Located in an Alpine picture-perfect valley, Lech is a great place for hikes in the mountains, wellness treatments and excellent cuisine. I stayed at the gorgeous Biohotel Gotthart in the centre of the village. This family-owned hotel features a beautiful wellness area with indoor pool.

The village of Lech.
Biohotel Gotthart in Lech.

And my favourite pub/restaurant in Lech, Hûs Nr. 8, is just across the road!

Hüs nr. 8 – an cosy bar and restaurant in Lech.

Slow travel in Vorarlberg

Here are several activities which I particularly enjoyed in Vorarlberg:


Bizau is one of 12 villages which feature the Bregenzerwald Umgang – these are marked paths which take visitors through the villages in the region. Information columns along the way draw visitors’ attention to particular buildings, culinary, artisanal or ecological details. It’s a lovely way to explore the villages and learn about their history and culture at a leisurely pace. In addition, I also discovered a barefoot trail in Bizau that takes hikers through the moss and across the Ulvenbach river. Another unique trail in the Brgenzerwald region to consider is the Bregenzerwald Cheese Trail (for the cheese lovers of course!).

Everywhere you walk, you’ll be surrounded by stunning Alpine scenery!

Lech is also perfect for a walking holiday, especially in the spring and autumn months. There are countless trails with varying levels of difficulty. Along the way, you’ll be stunned by the spectacular mountain scenery, gurgling streams and emerald lakes. I hiked along a part of the Grüner Ring (Green Ring) and I was just blown away by the immense beauty of the area.

The scenery on a hike in the mountains above Lech.
Resting our feet after the hike to this stunning lake.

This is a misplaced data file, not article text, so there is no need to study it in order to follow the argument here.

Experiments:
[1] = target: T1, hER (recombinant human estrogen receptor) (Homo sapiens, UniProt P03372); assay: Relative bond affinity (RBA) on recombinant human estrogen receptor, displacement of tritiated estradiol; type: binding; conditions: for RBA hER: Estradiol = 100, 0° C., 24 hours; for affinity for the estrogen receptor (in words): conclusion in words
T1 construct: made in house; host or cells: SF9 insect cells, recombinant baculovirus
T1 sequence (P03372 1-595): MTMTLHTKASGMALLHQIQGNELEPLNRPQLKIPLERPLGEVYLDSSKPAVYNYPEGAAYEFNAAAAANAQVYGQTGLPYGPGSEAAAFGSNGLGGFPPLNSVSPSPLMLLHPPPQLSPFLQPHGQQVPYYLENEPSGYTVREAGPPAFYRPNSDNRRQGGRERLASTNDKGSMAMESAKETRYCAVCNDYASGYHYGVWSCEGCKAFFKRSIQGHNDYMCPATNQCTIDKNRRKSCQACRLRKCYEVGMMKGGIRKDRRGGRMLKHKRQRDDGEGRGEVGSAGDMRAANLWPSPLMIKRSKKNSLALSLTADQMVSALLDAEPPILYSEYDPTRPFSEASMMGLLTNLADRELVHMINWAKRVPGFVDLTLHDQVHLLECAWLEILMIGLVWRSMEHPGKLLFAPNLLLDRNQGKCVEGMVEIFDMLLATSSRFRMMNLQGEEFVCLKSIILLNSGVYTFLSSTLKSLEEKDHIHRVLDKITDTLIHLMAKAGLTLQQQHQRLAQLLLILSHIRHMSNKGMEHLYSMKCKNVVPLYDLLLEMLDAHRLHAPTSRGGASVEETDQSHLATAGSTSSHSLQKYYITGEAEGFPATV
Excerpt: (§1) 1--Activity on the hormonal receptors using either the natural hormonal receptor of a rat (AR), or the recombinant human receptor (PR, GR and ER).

The breathtaking view of Lech in the valley below.

Local architecture & design

The Bregenzerwald region is renowned for its architecture. Using primarily wood (from the abundant forests in the region) and glass, local (and more recently foreign) architects have created gorgeous contemporary buildings which blend amazingly well with the more traditional designs. I soon realised what a big thing architecture and design is in this region after a visit to the Werkraum Haus, a house dedicated to craftsmanship in the region. In this exhibition space, you’ll find a range of exquisite fashion accessories right up to stunning furniture and kitchens.

A traditional Bregenzerwald house.
Traditional and contemporary architecture in Bizau.

In the village of Krumbach, architects from around the world were invited to design bus-stops. This resulted in the creation of seven distinct bus-stops, each with a unique character and theme. You can walk or take the bus to see these curious bus-stops of Krumbach.

One of the seven designer bus-stops in Krumbach.


Wellness is a big thing in Vorarlberg, judging by the number of wellness and health hotels scattered across the state. I stayed at two so-called ‘biohotels’ in Bizau and Lech, known for their commitment to wellness and health. Three Bregenzerwald hotels specialise in classic spa and health programmes. In the Gesundhotel Bad Reuthe, specialists use freshly-cut mud for various treatments!

The wellness area at the Biohotel Gotthart.

The long walks, breathtaking scenery and wonderful food worked wonders on me whilst the fresh mountain air ensured I slept very well each night. If you’re looking for a rejuvenating holiday, I can highly recommend unwinding in Vorarlberg.

Note: my trip to Vorarlberg was part of the #AustrianTime blog trip, a collaboration between the Austria National Tourism Board and iambassador. As always, all views expressed above are mine, and mine only.